Meeting Notes: You’ll want to determine how to best distribute meeting notes. Options might include saving a document to a shared folder, sending and email, or making an entry in a SharePoint site.

Contact Information: If you are working with a diverse team, especially those outside your organization, it’s great to get everyone’s contact information in one place.

Meeting plan: I like to document a plan for scheduled meetings in my communication plan. I’ll list who should attend, the nature of the meeting, and the options for participation. For example:

Meeting Cadence Attendees Options for attending
Working level meetings Weekly or as needed TBD In person or phone
Status meetings Bi-weekly Resources with active and upcoming tasks In person or Skype call
Project review Monthly Entire project team In person

 

Go to resources: I also like to list resources that are specifically responsible for certain things that might impact my project. For example, who should we talk to if we need elevated access rights? What about after hours supports, is there anyone available for that?

I typically like to have some conversations during the beginning of the project to determine what would work best, and then go over that plan before the project starts (or during if need be). Your communication plan doesn’t have to be formal. It’s purpose is to help document who needs to know what and when. Sometimes it’s as simple as emailing meeting notes and providing a weekly report. And sometimes it’ll be more involved. The most important thing to remember about communication plans is to customize them to meet the needs of the project. You don’t want to over communicate – your team will start to ignore your emails if they receive 50 a day. But not communicating enough can impact the project. So have some conversations about communications needs and preferences and you’ll set yourself up for an effective, well informed project team.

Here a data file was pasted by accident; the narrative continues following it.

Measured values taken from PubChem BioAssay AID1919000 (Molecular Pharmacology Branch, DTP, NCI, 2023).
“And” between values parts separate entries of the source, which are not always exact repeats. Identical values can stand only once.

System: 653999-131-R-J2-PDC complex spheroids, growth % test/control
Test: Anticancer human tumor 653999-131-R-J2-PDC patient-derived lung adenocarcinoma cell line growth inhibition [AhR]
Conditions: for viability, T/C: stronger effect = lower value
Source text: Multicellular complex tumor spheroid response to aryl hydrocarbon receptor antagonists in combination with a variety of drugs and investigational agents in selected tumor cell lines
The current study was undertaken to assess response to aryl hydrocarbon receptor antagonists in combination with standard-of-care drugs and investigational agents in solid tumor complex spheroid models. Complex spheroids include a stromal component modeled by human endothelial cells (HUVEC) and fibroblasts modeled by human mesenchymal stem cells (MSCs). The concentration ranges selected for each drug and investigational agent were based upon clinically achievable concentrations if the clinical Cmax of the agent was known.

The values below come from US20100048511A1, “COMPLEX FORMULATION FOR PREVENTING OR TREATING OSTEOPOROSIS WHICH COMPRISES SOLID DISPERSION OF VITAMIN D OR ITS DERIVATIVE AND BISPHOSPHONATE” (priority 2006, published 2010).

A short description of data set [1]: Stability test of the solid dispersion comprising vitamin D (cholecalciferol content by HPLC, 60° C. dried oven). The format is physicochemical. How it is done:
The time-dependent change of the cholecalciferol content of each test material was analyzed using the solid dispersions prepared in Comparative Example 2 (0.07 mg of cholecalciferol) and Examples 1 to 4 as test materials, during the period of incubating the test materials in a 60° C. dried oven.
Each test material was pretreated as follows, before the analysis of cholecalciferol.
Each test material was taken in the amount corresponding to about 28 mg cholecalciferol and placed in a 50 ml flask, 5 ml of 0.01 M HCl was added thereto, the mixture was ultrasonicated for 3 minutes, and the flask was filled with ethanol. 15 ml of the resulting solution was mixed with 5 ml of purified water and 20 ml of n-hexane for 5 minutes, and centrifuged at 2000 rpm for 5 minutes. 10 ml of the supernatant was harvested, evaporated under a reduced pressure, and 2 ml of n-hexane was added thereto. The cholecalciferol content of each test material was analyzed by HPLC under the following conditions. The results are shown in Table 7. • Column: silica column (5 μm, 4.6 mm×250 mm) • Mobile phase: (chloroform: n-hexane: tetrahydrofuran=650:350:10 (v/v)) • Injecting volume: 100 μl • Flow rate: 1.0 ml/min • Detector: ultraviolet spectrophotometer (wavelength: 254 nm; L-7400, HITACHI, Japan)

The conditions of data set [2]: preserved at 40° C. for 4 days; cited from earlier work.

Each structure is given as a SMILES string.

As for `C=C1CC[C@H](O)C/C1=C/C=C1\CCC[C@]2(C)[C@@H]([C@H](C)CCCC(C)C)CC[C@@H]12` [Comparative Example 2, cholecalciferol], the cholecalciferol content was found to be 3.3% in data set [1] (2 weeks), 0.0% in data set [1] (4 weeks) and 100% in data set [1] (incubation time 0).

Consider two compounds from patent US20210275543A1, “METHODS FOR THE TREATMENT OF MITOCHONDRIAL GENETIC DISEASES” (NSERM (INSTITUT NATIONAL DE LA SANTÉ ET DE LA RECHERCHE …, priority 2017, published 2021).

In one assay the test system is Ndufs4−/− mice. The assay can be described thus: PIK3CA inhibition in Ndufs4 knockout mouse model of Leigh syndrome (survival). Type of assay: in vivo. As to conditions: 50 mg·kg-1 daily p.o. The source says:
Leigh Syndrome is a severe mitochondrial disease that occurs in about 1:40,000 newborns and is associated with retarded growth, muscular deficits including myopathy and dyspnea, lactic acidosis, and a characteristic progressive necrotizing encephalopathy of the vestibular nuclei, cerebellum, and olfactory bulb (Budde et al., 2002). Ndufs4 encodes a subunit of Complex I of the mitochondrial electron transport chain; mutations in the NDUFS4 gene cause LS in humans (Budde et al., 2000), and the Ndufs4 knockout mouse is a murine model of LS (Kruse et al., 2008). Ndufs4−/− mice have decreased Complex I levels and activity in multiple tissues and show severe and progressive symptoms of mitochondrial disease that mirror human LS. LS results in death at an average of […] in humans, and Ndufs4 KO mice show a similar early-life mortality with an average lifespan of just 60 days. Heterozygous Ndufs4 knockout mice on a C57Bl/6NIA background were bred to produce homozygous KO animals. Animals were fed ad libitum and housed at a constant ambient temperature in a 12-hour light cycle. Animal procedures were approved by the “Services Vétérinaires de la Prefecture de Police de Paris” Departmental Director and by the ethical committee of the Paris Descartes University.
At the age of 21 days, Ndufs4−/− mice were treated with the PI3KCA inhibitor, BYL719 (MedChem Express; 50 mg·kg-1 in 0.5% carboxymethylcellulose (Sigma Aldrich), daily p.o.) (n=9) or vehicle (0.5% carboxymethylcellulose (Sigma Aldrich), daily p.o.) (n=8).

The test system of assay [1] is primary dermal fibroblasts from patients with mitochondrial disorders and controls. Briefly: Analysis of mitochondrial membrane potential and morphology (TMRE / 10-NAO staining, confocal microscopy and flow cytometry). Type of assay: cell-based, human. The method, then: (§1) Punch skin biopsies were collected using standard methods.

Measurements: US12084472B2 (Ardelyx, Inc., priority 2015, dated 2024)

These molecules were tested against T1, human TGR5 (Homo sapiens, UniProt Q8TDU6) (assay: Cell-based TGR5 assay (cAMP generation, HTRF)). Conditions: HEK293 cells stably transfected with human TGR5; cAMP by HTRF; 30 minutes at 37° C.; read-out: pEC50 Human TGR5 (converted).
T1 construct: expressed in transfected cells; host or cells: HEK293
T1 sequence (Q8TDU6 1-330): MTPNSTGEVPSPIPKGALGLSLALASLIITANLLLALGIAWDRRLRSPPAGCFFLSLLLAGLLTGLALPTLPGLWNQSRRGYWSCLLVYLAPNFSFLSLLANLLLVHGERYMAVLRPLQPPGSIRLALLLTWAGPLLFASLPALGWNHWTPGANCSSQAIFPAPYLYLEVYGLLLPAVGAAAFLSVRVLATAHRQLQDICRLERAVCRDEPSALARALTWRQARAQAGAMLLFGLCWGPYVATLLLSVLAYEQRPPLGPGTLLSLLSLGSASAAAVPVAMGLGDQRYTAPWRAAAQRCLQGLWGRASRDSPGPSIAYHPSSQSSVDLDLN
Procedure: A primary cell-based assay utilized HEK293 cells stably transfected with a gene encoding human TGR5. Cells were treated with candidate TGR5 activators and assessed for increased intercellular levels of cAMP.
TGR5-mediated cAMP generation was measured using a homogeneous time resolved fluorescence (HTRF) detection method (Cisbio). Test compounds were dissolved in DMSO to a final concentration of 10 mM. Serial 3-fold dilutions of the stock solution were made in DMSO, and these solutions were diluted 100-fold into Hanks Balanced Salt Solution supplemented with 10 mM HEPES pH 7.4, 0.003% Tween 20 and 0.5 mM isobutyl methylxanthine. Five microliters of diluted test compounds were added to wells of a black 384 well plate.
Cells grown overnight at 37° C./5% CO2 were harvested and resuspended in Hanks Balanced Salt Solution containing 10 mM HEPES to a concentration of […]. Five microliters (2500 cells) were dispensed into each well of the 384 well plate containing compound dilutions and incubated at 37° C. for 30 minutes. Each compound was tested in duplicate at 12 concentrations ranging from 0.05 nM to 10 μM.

Join us on August 20th for the Project Management webinar on Project Communications. We’ll look at some of the reports available in MS Project and Project Web App and discuss getting the right information to each person on the project team.

Fiber comes to the City of Hudson, courtesy of…The City of Hudson!

The City of Hudson (home of Simplex-IT) last month announced plans to implement fiber-based high-speed internet connectivity, starting with the downtown area (yes, for those who have not wandered through our fair city we do have a very nice downtown).